The saga of the precipitous rise and ultimate fall of the Jonathan Lucas family's rice-mill dynasty
In the 1780s Jonathan Lucas, on a journey from his native England, shipwrecked near the Santee Delta of South Carolina, about forty miles north of Charleston. Lucas, the son of English mill owners and builders, found himself, fortuitously, near vast acres of swamp and marshland devoted to rice cultivation. When the labor-intensive milling process could not keep pace with high crop yields, Lucas was asked by planters to build a machine to speed the process. In 1787 he introduced the first highly successful water-pounding rice mill—creating the foundation of an international rice mill dynasty. In Rice to Ruin, Roy Williams III and Alexander Lucas Lofton recount the saga of the precipitous rise and ultimate fall of that empire.
Lucas's invention did for rice, South Carolina's first great agricultural staple, what Eli Whitney did for cotton with his cotton gin. With his sons Jonathan Lucas II and William Lucas, Lucas built rice mills throughout the lowcountry. Eventually the rice kingdom extended to India, Egypt, and Europe after the younger Jonathan Lucas moved to London to be at the center of the international rice trade.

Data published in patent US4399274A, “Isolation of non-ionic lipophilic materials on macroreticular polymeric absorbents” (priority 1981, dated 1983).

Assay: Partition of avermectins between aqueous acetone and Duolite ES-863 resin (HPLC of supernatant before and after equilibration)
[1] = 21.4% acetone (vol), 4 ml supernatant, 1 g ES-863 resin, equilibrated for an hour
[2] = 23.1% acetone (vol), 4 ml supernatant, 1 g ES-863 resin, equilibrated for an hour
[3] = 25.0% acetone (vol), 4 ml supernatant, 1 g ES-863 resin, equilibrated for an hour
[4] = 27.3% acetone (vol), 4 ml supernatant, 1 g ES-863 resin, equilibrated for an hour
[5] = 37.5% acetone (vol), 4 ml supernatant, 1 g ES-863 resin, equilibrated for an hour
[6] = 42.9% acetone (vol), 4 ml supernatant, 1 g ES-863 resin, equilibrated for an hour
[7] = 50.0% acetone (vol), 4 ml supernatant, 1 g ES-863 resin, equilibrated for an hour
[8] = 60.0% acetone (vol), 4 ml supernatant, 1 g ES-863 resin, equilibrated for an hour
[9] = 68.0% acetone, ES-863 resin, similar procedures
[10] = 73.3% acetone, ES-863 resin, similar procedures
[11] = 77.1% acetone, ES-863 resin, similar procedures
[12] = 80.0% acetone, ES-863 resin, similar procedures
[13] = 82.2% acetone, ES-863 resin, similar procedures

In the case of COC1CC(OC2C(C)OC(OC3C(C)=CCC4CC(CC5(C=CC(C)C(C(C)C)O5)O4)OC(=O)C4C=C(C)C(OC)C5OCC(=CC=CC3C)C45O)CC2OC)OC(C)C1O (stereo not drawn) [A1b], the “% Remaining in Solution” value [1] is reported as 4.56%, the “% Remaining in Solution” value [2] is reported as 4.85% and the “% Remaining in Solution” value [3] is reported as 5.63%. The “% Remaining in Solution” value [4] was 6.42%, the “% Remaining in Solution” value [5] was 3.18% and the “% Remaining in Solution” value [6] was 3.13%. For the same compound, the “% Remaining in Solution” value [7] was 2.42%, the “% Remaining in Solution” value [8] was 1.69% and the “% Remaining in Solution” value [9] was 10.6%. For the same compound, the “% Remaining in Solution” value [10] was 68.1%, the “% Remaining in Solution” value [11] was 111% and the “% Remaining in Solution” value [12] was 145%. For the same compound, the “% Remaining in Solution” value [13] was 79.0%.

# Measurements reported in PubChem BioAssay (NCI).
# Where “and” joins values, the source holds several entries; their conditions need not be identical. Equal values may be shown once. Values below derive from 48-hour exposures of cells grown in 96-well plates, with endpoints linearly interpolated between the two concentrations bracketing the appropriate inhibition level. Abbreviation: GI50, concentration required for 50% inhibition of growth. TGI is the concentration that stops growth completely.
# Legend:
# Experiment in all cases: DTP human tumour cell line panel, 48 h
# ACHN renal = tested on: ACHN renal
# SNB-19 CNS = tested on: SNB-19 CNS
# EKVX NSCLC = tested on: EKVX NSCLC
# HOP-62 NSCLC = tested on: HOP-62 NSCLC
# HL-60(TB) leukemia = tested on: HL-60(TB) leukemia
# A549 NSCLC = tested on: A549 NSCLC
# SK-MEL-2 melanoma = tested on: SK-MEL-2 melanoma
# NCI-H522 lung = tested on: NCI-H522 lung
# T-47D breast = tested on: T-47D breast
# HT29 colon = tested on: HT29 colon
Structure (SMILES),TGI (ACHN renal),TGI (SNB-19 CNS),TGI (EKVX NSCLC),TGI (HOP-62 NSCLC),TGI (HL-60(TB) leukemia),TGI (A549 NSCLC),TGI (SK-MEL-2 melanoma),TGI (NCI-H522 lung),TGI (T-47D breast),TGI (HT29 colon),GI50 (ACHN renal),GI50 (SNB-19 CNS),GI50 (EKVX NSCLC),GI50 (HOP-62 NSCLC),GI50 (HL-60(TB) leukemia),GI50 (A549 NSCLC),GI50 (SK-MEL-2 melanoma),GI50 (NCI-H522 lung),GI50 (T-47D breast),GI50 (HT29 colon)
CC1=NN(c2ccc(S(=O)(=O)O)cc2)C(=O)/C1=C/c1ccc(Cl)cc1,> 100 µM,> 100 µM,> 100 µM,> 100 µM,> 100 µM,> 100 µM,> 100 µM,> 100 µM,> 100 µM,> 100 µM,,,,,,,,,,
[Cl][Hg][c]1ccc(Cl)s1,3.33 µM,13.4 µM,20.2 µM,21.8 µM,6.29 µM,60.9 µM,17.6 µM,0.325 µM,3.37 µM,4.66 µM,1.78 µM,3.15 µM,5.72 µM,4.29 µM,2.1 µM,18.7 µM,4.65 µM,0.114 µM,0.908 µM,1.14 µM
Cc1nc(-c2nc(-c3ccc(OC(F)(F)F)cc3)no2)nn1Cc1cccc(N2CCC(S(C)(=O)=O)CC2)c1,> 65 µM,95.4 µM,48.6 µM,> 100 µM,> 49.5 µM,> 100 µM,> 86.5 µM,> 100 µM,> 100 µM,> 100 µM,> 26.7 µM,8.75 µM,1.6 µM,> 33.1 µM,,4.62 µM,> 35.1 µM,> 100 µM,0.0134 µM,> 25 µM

Their lives were grand until the American Civil War and its aftermath. The end of slave labor changed the family's fortunes. The capital tied up in slaves evaporated; the plantations and town houses had to be sold off one by one; and the rice fields once described as "the gold mines of South Carolina" often failed or were no longer planted. Disease and debt took its toll on the Lucas clan, and, in the decades that followed, efforts to regain the lost fortune proved futile. In the end the once-glorious Carolina gold rice fields that had brought riches left the family in ruin.